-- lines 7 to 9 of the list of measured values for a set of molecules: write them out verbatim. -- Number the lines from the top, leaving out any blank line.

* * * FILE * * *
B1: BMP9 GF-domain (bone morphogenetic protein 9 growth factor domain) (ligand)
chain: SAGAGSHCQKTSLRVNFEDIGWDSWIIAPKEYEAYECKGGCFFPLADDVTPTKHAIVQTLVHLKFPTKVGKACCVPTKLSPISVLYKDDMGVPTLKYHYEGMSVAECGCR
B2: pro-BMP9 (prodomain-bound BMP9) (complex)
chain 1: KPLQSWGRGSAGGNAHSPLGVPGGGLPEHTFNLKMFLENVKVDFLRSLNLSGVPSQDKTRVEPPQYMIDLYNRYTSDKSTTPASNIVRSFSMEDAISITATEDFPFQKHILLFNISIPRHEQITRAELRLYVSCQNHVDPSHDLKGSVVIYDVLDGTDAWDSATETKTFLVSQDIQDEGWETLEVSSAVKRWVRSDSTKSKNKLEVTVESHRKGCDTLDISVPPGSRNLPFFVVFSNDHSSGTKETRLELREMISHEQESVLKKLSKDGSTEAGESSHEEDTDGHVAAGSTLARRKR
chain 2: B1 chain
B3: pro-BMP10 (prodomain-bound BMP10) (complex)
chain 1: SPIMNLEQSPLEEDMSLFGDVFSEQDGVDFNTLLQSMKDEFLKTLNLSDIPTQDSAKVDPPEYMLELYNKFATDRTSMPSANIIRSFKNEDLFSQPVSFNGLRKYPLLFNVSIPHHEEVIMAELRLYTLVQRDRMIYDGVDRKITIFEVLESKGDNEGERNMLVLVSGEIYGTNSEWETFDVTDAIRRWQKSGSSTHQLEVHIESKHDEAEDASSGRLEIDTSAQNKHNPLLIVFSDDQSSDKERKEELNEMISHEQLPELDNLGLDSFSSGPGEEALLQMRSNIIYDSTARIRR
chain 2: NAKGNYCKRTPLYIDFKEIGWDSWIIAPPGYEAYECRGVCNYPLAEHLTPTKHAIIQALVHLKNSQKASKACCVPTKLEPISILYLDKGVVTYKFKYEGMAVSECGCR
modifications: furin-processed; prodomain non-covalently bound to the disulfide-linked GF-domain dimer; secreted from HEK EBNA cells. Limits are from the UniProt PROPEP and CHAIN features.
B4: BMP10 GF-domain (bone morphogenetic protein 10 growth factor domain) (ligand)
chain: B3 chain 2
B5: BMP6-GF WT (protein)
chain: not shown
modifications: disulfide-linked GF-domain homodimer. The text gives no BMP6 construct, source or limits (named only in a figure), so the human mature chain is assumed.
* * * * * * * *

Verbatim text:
chain 1: SPIMNLEQSPLEEDMSLFGDVFSEQDGVDFNTLLQSMKDEFLKTLNLSDIPTQDSAKVDPPEYMLELYNKFATDRTSMPSANIIRSFKNEDLFSQPVSFNGLRKYPLLFNVSIPHHEEVIMAELRLYTLVQRDRMIYDGVDRKITIFEVLESKGDNEGERNMLVLVSGEIYGTNSEWETFDVTDAIRRWQKSGSSTHQLEVHIESKHDEAEDASSGRLEIDTSAQNKHNPLLIVFSDDQSSDKERKEELNEMISHEQLPELDNLGLDSFSSGPGEEALLQMRSNIIYDSTARIRR
chain 2: NAKGNYCKRTPLYIDFKEIGWDSWIIAPPGYEAYECRGVCNYPLAEHLTPTKHAIIQALVHLKNSQKASKACCVPTKLEPISILYLDKGVVTYKFKYEGMAVSECGCR
modifications: furin-processed; prodomain non-covalently bound to the disulfide-linked GF-domain dimer; secreted from HEK EBNA cells. Limits are from the UniProt PROPEP and CHAIN features.